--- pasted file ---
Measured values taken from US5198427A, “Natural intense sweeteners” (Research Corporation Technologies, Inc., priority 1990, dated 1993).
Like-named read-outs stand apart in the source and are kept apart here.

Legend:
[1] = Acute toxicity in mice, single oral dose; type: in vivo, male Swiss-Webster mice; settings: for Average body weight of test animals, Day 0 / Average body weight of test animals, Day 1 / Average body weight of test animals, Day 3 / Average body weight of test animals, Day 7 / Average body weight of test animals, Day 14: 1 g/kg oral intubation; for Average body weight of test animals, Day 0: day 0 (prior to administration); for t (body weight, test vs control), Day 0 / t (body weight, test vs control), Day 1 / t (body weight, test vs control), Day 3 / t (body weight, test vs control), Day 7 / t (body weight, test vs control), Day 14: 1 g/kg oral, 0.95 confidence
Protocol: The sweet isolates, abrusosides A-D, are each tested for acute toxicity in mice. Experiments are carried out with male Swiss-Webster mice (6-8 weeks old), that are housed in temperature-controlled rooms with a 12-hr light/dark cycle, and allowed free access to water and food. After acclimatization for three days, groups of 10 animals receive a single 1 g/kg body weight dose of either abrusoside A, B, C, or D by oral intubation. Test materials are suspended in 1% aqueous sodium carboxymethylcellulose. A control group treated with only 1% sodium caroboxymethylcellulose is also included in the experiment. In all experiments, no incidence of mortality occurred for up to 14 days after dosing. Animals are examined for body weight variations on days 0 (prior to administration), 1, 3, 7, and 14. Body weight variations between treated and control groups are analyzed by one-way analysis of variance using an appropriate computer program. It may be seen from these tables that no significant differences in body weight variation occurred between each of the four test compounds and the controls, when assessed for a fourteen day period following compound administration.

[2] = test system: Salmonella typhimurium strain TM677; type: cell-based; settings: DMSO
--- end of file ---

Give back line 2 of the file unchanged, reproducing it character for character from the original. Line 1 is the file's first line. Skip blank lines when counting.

Like-named read-outs stand apart in the source and are kept apart here.